whose parents had failed them and whose offending conduct could readily be redirected by the benevolent state. Today a more sophisticated understanding of adolescent development recognizes that young offenders are neither children nor adults, but adolescents whose criminal activity is often a predictable, and transient, feature of adolescence itself. This knowledge provides a foundation for a juvenile system that takes proper account of the formative nature of adolescence, by both ensuring genuine accountability for the harms young offenders cause while responding to their criminal conduct through interventions that are likely to decrease its incidence and enhance their prospects for productive adult lives.
Lawmakers around the country have shown an increasing interest in developmental knowledge and its potential to provide new understandings of juvenile crime and of effective dispositions. Over the past decade, legislatures and other policy makers have come to accept a proposition that was vehemently rejected only a few years earlier: that adolescent offenders are different from adults and these differences are important to juvenile justice. In part, the interest in developmental knowledge is a pragmatic response to evidence that the punitive policies of the 1990s were very costly and failed to reduce juvenile crime (which subsequently did drop for unexplained reasons), and some evidence-based programs promised to be more effective. But attitudes toward young offenders have changed in important ways from the days when young offenders were labeled “super-predators” (Dilulio, 1995), and the research has reinforced these changes; today there seems to be a genuine concern to deal fairly with young offenders in the justice system and to intervene in their lives in ways that preserve their future prospects.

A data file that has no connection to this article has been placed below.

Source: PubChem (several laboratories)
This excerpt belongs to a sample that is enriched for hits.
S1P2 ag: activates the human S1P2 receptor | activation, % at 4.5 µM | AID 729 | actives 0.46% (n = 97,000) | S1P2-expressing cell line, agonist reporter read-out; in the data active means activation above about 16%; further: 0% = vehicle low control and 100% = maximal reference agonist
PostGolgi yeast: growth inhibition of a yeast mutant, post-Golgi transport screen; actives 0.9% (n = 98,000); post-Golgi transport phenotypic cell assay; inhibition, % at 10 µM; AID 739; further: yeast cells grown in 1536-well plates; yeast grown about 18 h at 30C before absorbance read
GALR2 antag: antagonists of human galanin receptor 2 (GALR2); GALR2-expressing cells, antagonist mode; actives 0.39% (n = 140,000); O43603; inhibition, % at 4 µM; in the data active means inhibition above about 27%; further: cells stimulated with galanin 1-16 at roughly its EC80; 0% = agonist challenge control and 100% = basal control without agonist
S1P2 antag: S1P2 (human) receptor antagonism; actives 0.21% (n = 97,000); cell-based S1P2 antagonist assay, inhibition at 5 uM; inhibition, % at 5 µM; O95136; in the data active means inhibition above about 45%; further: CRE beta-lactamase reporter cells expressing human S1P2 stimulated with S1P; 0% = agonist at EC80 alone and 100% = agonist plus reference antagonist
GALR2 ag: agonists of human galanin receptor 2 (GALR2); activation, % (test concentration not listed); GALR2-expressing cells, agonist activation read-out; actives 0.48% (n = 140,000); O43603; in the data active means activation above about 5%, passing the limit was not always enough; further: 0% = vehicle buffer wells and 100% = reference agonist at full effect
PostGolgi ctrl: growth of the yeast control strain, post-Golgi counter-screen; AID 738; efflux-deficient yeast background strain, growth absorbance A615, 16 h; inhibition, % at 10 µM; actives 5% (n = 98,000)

The committee concludes that the incorporation of contemporary scientific knowledge about adolescence and juvenile crime is likely to result in juvenile justice policies and practices that are both fairer and more effective at reducing crime than policies of earlier periods. Today an important opportunity for major policy reform exists, created by a substantial body of developmental knowledge and policy makers receptive to its importance. Knowledge about adolescent offending and about optimal preventive and rehabilitative responses is far from complete. There are many gaps in understanding. But the research is sufficiently robust to offer general guidance to lawmakers and practitioners about an effective approach to juvenile justice policy.
This chapter has sketched a framework for policy reform based on advances in developmental science. The next two chapters focus on the three complementary goals of the juvenile justice system—preventing reoffending (see Chapter 6) and assuring accountability of juveniles and treating them fairly (see Chapter 7).